MUMBAI, India -- In a bid to head off another potential crisis in U.S.-Indian relations, the
The meeting between the U.S. ambassador to New Delhi, Nancy Powell, and Indian politician Narendra Modi is scheduled to take place later this week and would end a decade-long chill that began when the State Department refused to grant Modi a visa to the United States in 2005.
That decision stemmed from Modi's tenure as leader of the western state of Gujarat, where communal riots in 2002 left more than 1,000 people dead, most of them Muslims. After a lobbying campaign led by evangelical Christian groups, the State Department denied Modi a visa, saying he bore ultimate responsibility for the failure of Gujarati authorities to protect minority Muslims.
Modi has steadfastly denied culpability, and an Indian court ruled in December that there wasn't enough evidence to prosecute him. Meanwhile, Gujarat, which he still leads, has become an economic engine and attracted investment by U.S. companies such as Ford and General Motors.
As the opposition Bharatiya Janata Party's candidate for prime minister, Modi is touting his economic record and is widely seen as the favorite to win India's top post in elections this May.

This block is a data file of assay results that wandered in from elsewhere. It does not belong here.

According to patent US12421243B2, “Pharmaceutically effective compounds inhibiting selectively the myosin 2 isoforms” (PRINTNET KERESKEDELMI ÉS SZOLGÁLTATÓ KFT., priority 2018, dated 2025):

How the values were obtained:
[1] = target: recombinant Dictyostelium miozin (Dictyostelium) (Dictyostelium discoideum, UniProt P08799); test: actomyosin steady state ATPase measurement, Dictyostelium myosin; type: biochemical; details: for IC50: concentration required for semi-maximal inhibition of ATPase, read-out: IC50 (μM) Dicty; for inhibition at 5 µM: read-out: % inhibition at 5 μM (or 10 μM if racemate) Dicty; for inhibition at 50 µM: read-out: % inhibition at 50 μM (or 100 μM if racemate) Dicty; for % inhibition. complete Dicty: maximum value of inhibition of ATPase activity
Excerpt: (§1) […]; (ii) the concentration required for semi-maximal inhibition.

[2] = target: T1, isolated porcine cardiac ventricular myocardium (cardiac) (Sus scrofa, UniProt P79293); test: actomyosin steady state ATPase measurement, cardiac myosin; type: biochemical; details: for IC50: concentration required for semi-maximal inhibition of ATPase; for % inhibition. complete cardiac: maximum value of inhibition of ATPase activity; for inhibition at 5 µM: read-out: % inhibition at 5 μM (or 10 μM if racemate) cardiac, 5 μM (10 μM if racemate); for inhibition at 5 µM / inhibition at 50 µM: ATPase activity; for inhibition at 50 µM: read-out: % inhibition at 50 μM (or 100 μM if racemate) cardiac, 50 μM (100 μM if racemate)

A State Department official described the meeting between Modi and Powell as "part of our concentrated outreach to senior political and business leaders which began in November to highlight the U.S.-India relationship." The meeting could occur as early as Thursday in Gujarat, according to Bharatiya Janata Party officials quoted by Indian news media.
As recently as last June, the State Department said its policy on granting Modi a visa had not changed. "We will consider his application if he applies," spokeswoman Jen Psaki said.
Officials of his party said Modi was unlikely to apply for a U.S. visa anytime soon. But the State Department's decision to end its boycott of the 63-year-old leader reflects a desire to patch relations with India that remain marred by mutual suspicion despite growing investment by American companies and India's efforts to portray itself as a rising world power.
"If opinion polls are anything to go by, Washington will soon have to do business with a government in New Delhi headed by Modi," Viju Cherian, a journalist with the Hindustan Times daily, wrote Tuesday.
Other countries have decided to end boycotts of Modi, with the British high commissioner and European ambassadors in New Delhi holding meetings with him in recent months. U.S. consular officials, members of
U.S.-India ties were badly strained in December, when an Indian diplomat in New York was arrested and charged with visa fraud for lying about underpaying her housekeeper. The diplomat, Devyani Khobragade, did not appear in U.S. court and was allowed to return to India after Indian officials began revoking perks -- such as permits to import alcohol duty-free -- for U.S. diplomats in New Delhi.